JIM LEHRER: The terror alert: We get an update from New York Times reporter David Johnston. David Johnston, welcome. Obviously there's been no attack today. Any signs of anything? Anything thwarted around the edges or anything new to report?
DAVID JOHNSTON: Counter terrorism officials have said that they've detected nothing today in the United States or in Yemen, which was the other location of the possible attack, but they also cautioned that this alert was good for today but is a continuing problem that they say could be with us for several additional days.
JIM LEHRER: Now, what was the genesis of this specific alert?
DAVID JOHNSTON: As we understand it now, some information of still an unclear nature in Afghanistan was communicated to a detainee in Cuba. And interviewers there, in questioning this detainee, determined that he had had a brother in Yemen and that this relative had described a possible terrorist attack and indicated that today or sometime around today might be the possible timing for an attack and the detainee identified a group of other people who might be involved.
JIM LEHRER: 16 people altogether, right?
DAVID JOHNSTON: That's right.
JIM LEHRER: Now what is known about who these people are, these 16 people?
DAVID JOHNSTON: Very little. Today Attorney General Ashcroft described some of them as possible al-Qaida followers, but authorities have been unable to provide any real biographical information about them. Most of them are Saudis; some are Yemeni, and their exact recent activities is really unknown. Authorities say that none of these people have been in the United States. They have not appeared as suspects in any other investigations, nor have they been identified elsewhere as al-Qaida members or members of other militant organizations.
JIM LEHRER: So that's what makes it even scarier than usual? Is that the point?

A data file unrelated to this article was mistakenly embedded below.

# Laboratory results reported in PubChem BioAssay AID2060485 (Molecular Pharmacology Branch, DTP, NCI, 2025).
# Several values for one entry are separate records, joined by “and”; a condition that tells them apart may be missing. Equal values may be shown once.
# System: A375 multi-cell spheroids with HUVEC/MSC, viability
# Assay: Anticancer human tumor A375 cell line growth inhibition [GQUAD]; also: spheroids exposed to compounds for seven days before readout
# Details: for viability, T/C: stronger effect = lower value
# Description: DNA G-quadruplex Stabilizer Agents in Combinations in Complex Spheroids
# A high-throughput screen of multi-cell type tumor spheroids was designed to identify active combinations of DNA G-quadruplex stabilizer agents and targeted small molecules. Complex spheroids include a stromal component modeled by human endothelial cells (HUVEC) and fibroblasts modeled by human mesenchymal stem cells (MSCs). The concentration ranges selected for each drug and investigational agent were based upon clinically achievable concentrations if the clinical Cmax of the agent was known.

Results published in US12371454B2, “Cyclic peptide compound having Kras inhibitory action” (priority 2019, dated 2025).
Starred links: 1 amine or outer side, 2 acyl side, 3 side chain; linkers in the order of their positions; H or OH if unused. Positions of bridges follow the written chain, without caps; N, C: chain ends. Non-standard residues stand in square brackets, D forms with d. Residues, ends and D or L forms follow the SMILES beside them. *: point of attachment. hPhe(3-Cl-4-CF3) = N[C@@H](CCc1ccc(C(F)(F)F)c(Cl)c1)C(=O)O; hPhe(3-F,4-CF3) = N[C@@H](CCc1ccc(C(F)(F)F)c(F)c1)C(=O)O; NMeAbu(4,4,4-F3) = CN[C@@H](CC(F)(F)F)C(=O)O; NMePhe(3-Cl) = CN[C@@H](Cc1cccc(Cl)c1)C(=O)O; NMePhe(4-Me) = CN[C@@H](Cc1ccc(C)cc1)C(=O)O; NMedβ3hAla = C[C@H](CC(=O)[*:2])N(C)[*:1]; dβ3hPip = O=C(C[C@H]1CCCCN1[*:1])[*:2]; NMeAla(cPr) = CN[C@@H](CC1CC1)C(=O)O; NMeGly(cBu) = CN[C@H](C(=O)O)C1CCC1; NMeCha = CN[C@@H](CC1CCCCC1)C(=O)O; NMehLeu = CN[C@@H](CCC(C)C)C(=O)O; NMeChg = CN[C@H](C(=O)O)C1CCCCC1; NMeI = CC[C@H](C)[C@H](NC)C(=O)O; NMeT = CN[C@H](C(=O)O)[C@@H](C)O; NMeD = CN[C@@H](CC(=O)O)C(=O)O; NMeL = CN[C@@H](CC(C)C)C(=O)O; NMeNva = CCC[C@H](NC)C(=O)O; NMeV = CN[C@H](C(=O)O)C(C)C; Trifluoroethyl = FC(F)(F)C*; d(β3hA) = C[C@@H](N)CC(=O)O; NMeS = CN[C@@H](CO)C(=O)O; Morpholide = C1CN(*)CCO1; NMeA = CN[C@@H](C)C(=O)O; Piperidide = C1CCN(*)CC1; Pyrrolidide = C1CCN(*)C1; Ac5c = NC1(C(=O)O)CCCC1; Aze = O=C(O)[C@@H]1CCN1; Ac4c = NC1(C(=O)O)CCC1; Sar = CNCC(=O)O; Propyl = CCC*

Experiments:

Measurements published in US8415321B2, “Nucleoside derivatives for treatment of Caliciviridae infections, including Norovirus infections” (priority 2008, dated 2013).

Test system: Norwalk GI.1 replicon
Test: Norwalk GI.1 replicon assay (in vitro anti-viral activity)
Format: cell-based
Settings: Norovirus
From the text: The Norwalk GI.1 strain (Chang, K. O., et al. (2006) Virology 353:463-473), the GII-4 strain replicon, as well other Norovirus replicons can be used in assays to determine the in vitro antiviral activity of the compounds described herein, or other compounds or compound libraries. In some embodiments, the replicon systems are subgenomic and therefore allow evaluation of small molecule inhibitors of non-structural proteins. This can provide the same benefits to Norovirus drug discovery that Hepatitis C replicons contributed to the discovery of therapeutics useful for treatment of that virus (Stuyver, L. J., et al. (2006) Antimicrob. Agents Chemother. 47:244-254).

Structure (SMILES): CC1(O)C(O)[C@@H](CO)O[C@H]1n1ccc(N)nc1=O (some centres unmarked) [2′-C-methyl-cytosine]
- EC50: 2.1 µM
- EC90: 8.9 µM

DAVID JOHNSTON: I think that's part of it. I think the unknown nature of these people, along with the very specific sense of the time of this event and the people involved, made it different than the three other alerts that were... Have been previously issued by the FBI warning of possible terrorist actions.
JIM LEHRER: Now, in terms of the possible terrorist attack, was there anything about, well, it might be an airliner, it may be a bomb in a suitcase, it may be against a... some kind of nuclear plant? Was it target specific at all?
DAVID JOHNSTON: There was no specific target. There was no real specific place other than the United States or Yemen. Today some officials are saying that they thought that the threat might have been greater in Yemen against American interests than in the United States, but no indication of the nature of an attack or really precisely where it might take place.
JIM LEHRER: Or what kind of terrorist weapons might be used.
DAVID JOHNSTON: What kind of weapon might be involved, very unclear. In Yemen, of course, in the port of Aden in October 2000 was the suicide attack on the destroyer Cole, which killed a number of American sailors.
JIM LEHRER: So when they say U.S. Interests in Yemen, they're talking about what, our embassy, a few things like that.
DAVID JOHNSTON: That's right.
JIM LEHRER: There's not very much U.S. interest there.